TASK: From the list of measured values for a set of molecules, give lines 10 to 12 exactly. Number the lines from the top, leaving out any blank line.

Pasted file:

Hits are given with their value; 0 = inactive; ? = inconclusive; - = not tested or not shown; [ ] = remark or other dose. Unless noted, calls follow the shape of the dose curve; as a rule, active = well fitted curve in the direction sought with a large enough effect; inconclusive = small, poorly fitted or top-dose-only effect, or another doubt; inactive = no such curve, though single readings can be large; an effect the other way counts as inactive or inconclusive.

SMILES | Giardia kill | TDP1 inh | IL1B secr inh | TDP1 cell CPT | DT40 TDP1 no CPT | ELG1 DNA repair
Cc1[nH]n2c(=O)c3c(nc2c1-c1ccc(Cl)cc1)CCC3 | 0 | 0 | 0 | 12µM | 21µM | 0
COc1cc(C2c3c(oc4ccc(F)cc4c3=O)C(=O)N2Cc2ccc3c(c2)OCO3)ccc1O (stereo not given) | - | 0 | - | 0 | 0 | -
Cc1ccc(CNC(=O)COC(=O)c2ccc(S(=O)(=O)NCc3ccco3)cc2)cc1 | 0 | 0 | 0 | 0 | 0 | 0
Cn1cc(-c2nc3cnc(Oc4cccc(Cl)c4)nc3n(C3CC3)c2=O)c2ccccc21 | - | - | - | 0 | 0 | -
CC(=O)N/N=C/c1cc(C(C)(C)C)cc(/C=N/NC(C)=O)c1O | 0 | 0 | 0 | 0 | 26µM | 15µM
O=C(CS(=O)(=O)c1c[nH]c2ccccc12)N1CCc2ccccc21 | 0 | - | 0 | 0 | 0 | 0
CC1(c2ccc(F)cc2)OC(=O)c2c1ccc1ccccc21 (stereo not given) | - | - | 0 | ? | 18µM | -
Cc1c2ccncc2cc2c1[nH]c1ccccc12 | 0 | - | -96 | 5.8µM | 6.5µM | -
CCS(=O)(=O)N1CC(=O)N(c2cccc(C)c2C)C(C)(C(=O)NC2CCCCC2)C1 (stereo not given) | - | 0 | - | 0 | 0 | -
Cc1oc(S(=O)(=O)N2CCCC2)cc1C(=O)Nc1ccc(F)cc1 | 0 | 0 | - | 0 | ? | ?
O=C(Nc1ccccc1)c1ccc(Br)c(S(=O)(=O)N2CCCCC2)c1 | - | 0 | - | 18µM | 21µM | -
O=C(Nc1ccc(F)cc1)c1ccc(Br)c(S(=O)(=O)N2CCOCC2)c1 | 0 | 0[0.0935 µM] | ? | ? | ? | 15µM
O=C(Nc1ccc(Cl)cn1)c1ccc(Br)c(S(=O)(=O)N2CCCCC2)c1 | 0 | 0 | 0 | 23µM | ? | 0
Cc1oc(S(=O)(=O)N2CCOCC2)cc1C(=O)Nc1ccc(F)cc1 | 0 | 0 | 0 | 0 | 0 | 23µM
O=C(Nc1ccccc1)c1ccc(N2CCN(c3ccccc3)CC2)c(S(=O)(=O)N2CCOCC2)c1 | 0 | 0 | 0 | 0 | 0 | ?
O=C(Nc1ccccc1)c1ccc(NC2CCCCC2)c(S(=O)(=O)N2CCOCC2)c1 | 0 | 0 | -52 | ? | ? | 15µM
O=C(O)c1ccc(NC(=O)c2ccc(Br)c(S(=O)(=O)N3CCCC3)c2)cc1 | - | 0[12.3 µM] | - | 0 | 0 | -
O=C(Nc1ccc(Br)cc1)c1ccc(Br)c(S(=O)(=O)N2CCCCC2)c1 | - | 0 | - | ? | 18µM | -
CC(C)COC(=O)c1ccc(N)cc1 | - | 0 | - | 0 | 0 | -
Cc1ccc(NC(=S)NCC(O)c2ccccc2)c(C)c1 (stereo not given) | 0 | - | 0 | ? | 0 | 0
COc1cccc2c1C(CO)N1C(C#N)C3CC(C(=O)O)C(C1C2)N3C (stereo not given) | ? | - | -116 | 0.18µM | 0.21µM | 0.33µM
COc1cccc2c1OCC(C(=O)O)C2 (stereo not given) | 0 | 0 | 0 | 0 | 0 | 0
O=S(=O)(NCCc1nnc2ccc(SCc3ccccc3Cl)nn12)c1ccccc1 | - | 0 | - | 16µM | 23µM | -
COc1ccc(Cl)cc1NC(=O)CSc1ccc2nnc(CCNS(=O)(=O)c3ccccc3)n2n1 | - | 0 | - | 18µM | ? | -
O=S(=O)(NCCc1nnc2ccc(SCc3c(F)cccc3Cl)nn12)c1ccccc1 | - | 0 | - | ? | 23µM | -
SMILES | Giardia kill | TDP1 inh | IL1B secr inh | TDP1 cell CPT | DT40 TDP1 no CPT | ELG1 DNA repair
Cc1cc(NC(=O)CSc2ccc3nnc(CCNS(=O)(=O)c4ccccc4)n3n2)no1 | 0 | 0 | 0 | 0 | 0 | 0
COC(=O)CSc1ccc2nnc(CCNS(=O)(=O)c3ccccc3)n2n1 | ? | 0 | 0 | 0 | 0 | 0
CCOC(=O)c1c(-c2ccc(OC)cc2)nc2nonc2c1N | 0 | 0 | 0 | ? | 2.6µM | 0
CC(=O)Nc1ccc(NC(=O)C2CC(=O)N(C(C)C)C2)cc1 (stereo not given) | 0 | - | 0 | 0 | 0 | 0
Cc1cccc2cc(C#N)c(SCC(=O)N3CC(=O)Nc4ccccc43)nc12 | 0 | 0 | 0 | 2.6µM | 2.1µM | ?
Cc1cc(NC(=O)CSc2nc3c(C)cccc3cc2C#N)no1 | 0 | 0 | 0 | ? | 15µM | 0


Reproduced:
Cc1c2ccncc2cc2c1[nH]c1ccccc12 | 0 | - | -96 | 5.8µM | 6.5µM | -
CCS(=O)(=O)N1CC(=O)N(c2cccc(C)c2C)C(C)(C(=O)NC2CCCCC2)C1 (stereo not given) | - | 0 | - | 0 | 0 | -
Cc1oc(S(=O)(=O)N2CCCC2)cc1C(=O)Nc1ccc(F)cc1 | 0 | 0 | - | 0 | ? | ?